Evaluation of the effect of the Berkeley soda tax continues. The latest results, published in PLoS Medicine, say that one year after implementation of the tax,
Prices of Sugar-Sweetened Beverages (SSBs) increased in many, but not all, settings
- Sugary beverage sales declined by 9.6% in Berkeley stores
- Untaxed beverages sales increased by 3.5% driven by bottled water (up 15.6%)
- Average grocery bills did not increase
- Store revenue did not fall more compared to control cities
- Post-tax self-reported SSB intake did not change significantly compared to baseline
The evaluation was funded by Bloomberg Philanthropies with support from the University of North Carolina’s Population Center and its National grant from the NIH.
The University sent out its own press release.
It also did a short video explaining what the tax is about and its effects.
For Berkeley, Calif., to reduce soda sales by 10 percent—and to raise water sales by 16 percent—is a huge public-health victory. It shows that the soda tax enacted in Berkeley is working as intended. And rather than costing the city, the soda tax represents a brand-new revenue stream, which Berkeley is using for important health programs. We hope voters and policymakers elsewhere in the country will review the findings published in PLoS Medicine and press for soda taxes in their communities.
This study won’t stop Big Soda from claiming that taxes don’t work. But if soda taxes didn’t make a significant dent in soda consumption, the industry wouldn’t be fighting taxes so hard.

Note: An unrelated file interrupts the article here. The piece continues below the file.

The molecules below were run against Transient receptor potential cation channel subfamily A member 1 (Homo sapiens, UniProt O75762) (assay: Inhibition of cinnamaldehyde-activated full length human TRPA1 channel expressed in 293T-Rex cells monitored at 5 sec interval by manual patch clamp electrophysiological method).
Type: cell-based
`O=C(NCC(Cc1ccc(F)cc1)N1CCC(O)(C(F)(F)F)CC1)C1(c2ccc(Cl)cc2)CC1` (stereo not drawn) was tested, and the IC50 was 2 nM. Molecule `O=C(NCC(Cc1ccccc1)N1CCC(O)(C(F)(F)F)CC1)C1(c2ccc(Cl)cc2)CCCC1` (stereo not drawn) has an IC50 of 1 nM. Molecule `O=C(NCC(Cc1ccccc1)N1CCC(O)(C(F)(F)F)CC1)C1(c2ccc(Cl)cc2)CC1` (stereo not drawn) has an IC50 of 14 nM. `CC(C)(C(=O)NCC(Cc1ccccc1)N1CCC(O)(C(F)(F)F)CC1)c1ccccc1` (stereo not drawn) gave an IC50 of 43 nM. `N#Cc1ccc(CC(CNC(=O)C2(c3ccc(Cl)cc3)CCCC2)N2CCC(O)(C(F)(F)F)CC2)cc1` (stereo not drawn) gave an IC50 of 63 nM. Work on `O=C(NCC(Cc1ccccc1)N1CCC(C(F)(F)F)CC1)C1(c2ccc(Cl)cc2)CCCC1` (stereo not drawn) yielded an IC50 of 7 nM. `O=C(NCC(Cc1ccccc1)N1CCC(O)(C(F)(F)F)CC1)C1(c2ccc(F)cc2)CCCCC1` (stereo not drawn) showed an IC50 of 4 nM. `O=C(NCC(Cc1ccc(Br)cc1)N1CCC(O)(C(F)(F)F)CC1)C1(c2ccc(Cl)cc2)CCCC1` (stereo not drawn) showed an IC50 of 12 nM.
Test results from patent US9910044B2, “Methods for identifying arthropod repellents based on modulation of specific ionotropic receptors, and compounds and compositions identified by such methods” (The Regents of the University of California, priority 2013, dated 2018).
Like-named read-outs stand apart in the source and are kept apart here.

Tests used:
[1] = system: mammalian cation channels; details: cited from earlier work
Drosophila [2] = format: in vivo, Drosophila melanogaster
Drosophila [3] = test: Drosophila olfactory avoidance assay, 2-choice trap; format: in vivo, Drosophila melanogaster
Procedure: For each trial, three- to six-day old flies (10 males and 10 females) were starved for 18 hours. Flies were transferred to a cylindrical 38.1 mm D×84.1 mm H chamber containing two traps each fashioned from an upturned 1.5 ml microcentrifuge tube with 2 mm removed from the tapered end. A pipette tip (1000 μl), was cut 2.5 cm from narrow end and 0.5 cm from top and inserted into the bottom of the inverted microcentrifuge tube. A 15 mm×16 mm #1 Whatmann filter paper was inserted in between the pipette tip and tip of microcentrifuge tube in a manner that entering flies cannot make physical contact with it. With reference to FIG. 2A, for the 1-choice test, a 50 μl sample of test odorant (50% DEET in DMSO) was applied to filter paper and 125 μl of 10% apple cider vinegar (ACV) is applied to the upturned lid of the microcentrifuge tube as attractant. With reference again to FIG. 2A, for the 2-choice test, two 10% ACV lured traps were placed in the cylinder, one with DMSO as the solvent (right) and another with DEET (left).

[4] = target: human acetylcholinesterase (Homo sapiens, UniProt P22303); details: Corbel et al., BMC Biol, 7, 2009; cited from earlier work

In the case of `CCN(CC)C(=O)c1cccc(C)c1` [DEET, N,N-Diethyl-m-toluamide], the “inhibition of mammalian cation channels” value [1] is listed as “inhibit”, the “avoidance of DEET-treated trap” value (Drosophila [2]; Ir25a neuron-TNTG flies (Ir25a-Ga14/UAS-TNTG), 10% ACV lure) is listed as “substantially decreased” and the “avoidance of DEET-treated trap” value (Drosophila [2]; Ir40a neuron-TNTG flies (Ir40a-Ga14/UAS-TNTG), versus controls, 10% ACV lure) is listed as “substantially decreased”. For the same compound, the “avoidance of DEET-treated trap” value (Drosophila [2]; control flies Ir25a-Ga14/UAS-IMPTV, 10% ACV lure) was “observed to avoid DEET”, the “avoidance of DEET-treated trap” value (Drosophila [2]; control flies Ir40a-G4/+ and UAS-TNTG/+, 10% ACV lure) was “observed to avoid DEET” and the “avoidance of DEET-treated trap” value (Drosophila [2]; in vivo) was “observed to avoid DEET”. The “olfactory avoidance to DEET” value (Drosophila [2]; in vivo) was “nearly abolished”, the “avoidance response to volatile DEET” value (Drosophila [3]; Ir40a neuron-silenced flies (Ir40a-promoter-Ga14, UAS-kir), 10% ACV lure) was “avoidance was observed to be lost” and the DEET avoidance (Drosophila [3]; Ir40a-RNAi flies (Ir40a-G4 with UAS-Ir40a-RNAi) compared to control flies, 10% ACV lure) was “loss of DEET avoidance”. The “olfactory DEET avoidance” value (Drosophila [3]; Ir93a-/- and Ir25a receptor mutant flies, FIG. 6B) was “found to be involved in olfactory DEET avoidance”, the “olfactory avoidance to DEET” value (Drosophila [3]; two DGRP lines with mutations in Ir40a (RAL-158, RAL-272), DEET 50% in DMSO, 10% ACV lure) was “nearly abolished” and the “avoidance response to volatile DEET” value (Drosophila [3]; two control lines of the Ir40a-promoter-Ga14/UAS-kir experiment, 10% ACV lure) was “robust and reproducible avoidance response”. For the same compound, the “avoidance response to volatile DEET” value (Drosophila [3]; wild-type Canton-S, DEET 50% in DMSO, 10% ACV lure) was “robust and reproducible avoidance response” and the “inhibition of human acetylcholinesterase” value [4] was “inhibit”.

Helena Bottemiller Evich at Politico reports on the response to this study from the American Beverage Association (ABA), which I cannot find online. The ABA:
pointed out that the reduction in sales of sugar-sweetened beverages in Berkeley yielded a reduction of only 6.4 calories per person, per day. The study also revealed, the group added, that the tax’s first year produced an increase of about 31 calories per person, per day from untaxed beverages. The study’s authors noted the increase appeared to be largely attributable to increased intake of milk and “other” beverages, like yogurt smoothies and milkshakes.
The ABA also argued that Berkeley — a relatively small city with a high median income that wasn’t a soda-consumption hotbed to begin with — is “a challenging place to determine the true impact of a beverage tax, unlike Philadelphia, where the tax has led to significant job losses and economic hardship for working families.”
“This study does, however, confirm that sales of taxed beverages inside the city declined while sales of those same beverages outside the city increased, which is also what is happening in Philadelphia,” the ABA said.
“America’s beverage companies know we must play a role in improving public health, which is why we are taking aggressive actions to help people reduce the sugar and calories they get from beverages,” the group continued, noting the industry has pledged to cut calories from its products across the board — with a special focus on reducing calorie consumption in a few places that have extremely high rates of obesity, including communities in Los Angeles, the Mississippi Delta and rural Alabama.
The soda tax story continues. It is not over yet. Stay tuned.
Here are some reports: